The Ancient Hawaiian Art of Bark Cloth


– [Narrator] The beauty of
Kauai just fills my soul. There are places of extreme beauty. And that for me is the Nā Pali Coast where there is a hidden gem. An old village site called Niihau Kauai. It is an absolutely ideal place to perpetuate Hawaiian culture. (reflective music) (Hawaiian music) I teach Hawaiian studies here in Kauai, and the children call me Cuomo Kauka. (Hawaiian music) I teach Hula, which is Hawaiian dance, Ōlelo Hawaii, which is Hawaiian language, and Kapa, which is Hawaiian barkcloth. – Oh my God, it’s so beautiful. – [Narrator] In Hawaii, we
did not have loomed material. We made our clothing and our blankets from the bark of a tree. Kapa is made first by growing the plant and then harvesting it. Scraping off the outer bark. Removing the inner bark and pounding it out. You got to pound, and
pound, and pound and pound and then you need many, many
strips and you fold them together and pound them all out as one. (pounding sound) But you’ve got to have the
materials to teach Hawaiian arts. And those materials are
very much based on plants. (Helicopter sounds) We have to grow the Wauke
in order to make Kapa. That’s why we have been return
to Niihau Kauai for 27 year. There are no roads in there. It is only accessible by boat or by air. (helicopter sound) You feel the sense of place when you land. When you walk along the little trail. And when you look out at the ocean and you see the turtles that
are resting on the beach. They have been on that
beach for centuries. We’ve only been on that
beach more recently. (uplifting music) Our first trip into Niihau Kauai was to return ancestral
remains or K..puna iwi, and, ever since that trip, we have been going back to take
care this old village site. And we have also planted
Wauke there to make Kapa. And I am still trying to
figure out my K..puna, how my ancestors made as
beautifully as they have. It’s a process. We have to relearn these things. – Voila – [Narrator] So it’s a place of old Hawaii that brings much to our understanding of perhaps how life used to be. – Come in right here and you
gotta cut it at the bottom. – [Narrator] I like to
teach my children about Kapa because first of all they have to learn how to take care of the plants and then they have to
learn how to harvest them and how to clean them and how to pound them. (pounding sounds) They know who they are. They know where they live. They know why they live here and what they can do to help. How do Hawaiians see the land, that the land is the chief and
that people are its servants. (reflective music)

69 Replies to “The Ancient Hawaiian Art of Bark Cloth”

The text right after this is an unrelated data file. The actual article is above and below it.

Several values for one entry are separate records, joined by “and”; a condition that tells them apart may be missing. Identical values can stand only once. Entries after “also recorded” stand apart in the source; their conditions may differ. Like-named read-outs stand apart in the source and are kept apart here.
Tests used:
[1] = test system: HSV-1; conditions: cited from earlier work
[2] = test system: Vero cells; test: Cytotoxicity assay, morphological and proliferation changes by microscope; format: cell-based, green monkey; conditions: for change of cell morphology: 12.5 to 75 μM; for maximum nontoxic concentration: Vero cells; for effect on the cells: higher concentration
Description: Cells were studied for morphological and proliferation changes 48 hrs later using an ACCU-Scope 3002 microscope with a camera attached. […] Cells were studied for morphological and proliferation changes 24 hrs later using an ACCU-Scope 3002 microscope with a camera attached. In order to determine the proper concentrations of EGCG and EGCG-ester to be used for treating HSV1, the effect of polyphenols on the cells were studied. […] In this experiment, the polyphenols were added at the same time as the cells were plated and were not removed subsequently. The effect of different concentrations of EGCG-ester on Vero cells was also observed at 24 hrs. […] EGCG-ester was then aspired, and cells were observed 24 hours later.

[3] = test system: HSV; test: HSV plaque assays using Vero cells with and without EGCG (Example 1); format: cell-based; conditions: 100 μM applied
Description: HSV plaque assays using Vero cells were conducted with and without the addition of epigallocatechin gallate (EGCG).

1. I've planted this tree in front of my yard couple of years ago. I knew you can make paper out of it, but didn't know you can make cloth too.

  2. So much small lies! 2:27 That turtle is not resting but dying of exaustion!!! Also Hula is not a mere dance but the dance of worship to the the Hawaiian idols (shark deity etc) with its correspondent prayers(0:57). Besides trying to make worshippers of false deities shes is also trying to promote servitude!("the land is the Chief and the people its servants"). Humanity should protect and defend nature, not be it's servant!
    PS: I appreciate the natural clothing theme but the creeping of lies and oppression must be exposed

  3. I love watching videos where they show us a traditional way of doing things wether it’s the black Japanese kimono dye technique or this Hawaiian bark cloth, it’s always relaxing to see how they do it!

  4. Last time I was this early Ottoman von Bismarck, 19th century prussian noble and politician, was uniting the germanic states under prussian rule in the 1800s

  5. I want to go to Hawaii now and just get a tour of Kauai and learn all about the culture. Hopefully meet this wonderful teacher as well.

  6. Wow, Okinawa also has a ancient tradition of making clothes from banana leaves for the same reasons! It was used to keep cool in the summer and warm in the winter. Not a lot of people know how to make it anymore or wear it but I hope to one day help revive traditional Okinawan culture.

  7. Why can’t the rest of the world live like Hawaiians? The take what they need not more they save the land and forests

  8. There are many other polynesian countries that still practice the making of tapa/kapa/ngatu/siapo/masi
    1. Tonga
    2. Samoa & america samoa
    3. Fiji
    We do it on a big scale tho, sometimes 20 or more yards are made.

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